During the budgetary reductions of the mid-1990s, hospital in-patient use in Canada fell dramatically (Barer et al. 2003). Lengths of stay were cut, and many procedures were shifted from in-patient to day care. Nursing and other staff were correspondingly reduced. That in-patient care was previously often used unnecessarily had been known for years; budget cuts finally overcame a quarter-century of inertia. There were many claims of harm to patients, but no convincing evidence ever materialized.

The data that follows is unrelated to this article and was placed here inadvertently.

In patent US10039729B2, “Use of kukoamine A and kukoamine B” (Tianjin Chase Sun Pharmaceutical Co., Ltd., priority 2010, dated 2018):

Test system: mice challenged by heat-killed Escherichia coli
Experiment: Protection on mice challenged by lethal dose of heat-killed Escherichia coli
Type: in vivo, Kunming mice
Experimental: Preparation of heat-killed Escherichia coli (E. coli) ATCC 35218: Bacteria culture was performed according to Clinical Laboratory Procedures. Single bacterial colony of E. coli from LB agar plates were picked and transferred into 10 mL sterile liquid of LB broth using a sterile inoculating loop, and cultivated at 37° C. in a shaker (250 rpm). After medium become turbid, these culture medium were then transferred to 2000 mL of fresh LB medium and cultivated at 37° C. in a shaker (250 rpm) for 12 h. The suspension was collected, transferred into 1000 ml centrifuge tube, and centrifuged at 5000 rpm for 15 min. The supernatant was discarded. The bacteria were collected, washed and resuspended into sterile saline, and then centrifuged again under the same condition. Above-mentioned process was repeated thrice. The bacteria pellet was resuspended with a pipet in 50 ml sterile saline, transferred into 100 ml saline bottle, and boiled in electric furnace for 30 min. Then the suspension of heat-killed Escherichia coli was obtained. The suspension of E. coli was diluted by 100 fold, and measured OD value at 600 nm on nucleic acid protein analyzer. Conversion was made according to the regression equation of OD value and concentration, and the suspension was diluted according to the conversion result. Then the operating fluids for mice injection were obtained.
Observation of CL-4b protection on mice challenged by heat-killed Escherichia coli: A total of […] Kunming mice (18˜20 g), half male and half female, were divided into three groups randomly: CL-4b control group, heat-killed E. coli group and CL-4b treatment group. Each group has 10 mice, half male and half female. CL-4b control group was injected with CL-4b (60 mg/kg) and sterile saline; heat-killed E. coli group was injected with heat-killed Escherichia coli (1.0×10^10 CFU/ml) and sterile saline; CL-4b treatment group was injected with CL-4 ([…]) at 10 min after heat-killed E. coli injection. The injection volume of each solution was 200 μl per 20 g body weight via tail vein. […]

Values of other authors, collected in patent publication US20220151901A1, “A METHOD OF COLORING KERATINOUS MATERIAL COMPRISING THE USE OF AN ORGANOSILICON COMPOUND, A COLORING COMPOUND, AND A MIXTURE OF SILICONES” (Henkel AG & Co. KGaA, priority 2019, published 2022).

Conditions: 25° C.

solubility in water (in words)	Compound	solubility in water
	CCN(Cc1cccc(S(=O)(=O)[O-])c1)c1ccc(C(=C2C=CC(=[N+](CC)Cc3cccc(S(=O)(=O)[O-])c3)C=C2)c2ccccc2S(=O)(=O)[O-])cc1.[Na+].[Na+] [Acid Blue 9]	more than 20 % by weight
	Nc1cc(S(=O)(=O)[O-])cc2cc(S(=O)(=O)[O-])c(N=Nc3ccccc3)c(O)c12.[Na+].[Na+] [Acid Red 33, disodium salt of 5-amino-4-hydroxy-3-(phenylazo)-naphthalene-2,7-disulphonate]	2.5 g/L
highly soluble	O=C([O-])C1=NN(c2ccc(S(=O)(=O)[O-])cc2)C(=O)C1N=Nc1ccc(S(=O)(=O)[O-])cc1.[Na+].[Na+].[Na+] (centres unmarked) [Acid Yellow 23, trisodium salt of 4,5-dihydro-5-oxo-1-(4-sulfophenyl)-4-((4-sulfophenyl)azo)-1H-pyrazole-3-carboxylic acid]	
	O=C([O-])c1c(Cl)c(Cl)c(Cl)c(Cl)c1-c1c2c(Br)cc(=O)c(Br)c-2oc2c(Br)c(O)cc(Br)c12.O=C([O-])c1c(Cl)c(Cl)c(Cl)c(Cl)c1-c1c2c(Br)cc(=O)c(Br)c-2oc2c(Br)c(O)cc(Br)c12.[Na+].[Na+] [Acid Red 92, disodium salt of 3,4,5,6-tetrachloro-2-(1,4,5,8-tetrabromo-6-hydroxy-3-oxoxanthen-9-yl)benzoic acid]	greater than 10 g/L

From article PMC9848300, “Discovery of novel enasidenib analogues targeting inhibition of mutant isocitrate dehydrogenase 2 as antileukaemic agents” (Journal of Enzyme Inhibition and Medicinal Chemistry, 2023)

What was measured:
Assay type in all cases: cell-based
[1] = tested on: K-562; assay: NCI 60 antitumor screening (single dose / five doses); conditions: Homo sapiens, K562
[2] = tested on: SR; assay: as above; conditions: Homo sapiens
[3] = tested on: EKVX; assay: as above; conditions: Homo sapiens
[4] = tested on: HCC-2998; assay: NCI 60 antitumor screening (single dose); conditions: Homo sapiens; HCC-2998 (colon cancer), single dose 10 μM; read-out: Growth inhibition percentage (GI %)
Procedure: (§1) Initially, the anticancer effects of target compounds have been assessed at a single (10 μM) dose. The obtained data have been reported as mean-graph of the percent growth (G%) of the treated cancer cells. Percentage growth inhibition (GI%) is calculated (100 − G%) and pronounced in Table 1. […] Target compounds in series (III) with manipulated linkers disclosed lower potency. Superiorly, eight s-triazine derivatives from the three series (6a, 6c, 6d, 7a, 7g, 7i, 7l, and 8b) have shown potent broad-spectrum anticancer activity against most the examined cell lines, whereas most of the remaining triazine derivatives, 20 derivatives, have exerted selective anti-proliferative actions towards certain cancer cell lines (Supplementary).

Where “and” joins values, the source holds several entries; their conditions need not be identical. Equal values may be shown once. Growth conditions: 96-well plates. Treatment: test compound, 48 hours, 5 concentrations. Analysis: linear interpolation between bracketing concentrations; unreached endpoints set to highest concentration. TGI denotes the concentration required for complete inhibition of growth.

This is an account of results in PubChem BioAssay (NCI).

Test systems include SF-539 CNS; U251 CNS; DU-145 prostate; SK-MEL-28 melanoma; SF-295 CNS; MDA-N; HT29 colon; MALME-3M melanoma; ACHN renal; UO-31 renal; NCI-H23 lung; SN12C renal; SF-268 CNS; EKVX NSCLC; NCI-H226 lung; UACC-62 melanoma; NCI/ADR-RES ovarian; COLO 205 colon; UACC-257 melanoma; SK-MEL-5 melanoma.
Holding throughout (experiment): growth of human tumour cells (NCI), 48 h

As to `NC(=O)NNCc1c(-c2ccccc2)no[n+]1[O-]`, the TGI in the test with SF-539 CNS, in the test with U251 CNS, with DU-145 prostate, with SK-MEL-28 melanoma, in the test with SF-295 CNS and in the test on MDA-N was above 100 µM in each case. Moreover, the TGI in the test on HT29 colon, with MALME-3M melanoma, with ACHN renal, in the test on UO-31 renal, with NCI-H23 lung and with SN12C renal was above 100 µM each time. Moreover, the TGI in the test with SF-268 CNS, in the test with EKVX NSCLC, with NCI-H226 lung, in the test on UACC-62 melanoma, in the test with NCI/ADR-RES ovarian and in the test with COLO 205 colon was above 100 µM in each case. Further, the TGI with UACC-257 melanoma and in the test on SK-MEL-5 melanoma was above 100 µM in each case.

Clearly, if health outcomes did not suffer, and fewer resources – primarily labour – were required, then HHRP must have increased. Simply counting hospital outputs, however, could easily lead to a different conclusion. Days of in-patient care fell sharply, while the average service intensity and cost of the remaining days increased. If in-patient days are "outputs," then productivity also fell because more resources were required per unit of "output." A better index of output might be the number of cases treated, each weighted according to its relative cost. But even this measure can generate erroneous results. If in-patient and day surgery are defined as different products, and the latter are assigned lower weights, then the shift of procedures from in-patient to day care would appear as a reduction in "output" rather than as an increase in productivity.